If you drive 11 kilometres north (6.8 miles) along the Niagara Parkway you’d come to the lovely early 19th century village of Queenston at the foot of the Niagara Escarpment near Queenston Heights Park. It was originally called, Queen’s Town by the British soldiers who occupied a big part of this community during the War of 1812-14. The name was later shortened to Queenstown.

On a day when the sky was as clear as a pane of glass I headed for Queenston where I parked my car near the historic Mackenzie Printery and headed out to spend an hour or so soaking up the history of this village. I checked out the many historic early 19th century buildings all within walking distance. Some of the highlights for me was the rough-cut limestone Queenston Library and Community Centre, the village post office, Laura Secord’s family home, Willowbank Mansion and St. Savior Brock Memorial Church overlooking the Niagara River. There are plenty more elaborate and simply homes that delight the eyes.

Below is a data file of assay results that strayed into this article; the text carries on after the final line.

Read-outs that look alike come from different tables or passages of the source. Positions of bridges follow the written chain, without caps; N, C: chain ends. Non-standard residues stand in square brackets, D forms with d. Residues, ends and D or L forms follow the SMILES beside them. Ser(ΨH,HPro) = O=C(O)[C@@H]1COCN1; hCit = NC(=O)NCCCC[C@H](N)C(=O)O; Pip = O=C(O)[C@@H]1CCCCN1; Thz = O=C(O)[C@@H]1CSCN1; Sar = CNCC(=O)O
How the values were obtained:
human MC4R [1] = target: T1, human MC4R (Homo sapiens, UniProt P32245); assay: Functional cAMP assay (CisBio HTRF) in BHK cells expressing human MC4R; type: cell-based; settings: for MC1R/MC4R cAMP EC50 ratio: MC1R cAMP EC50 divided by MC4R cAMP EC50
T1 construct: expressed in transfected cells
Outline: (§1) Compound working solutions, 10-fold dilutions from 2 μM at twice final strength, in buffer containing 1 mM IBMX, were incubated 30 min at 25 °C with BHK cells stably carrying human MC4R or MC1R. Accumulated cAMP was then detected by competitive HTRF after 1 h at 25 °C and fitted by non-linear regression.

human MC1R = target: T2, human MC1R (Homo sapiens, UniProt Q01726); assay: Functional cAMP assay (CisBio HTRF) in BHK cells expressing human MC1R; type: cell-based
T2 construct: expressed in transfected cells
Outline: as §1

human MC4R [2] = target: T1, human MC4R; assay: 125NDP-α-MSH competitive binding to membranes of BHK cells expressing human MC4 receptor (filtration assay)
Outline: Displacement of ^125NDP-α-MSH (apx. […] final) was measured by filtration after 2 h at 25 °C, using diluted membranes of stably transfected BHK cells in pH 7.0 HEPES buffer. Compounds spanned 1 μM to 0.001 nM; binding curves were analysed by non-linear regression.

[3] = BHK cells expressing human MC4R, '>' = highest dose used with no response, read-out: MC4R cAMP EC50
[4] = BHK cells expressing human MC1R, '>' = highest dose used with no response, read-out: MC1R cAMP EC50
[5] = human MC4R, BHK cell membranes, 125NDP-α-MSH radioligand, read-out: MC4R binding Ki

It’s noteworthy to mention that many of these buildings were re-built after the settlement was burned by U.S. Troops on December 10, 1813 after their unsuccessful attempted to capture Queenston Heights during the War of 1812-14.

Today residents practise an easy-as-you-go lifestyle.

This remains a nice place to visit and wind down our sometime hectic pace of life.

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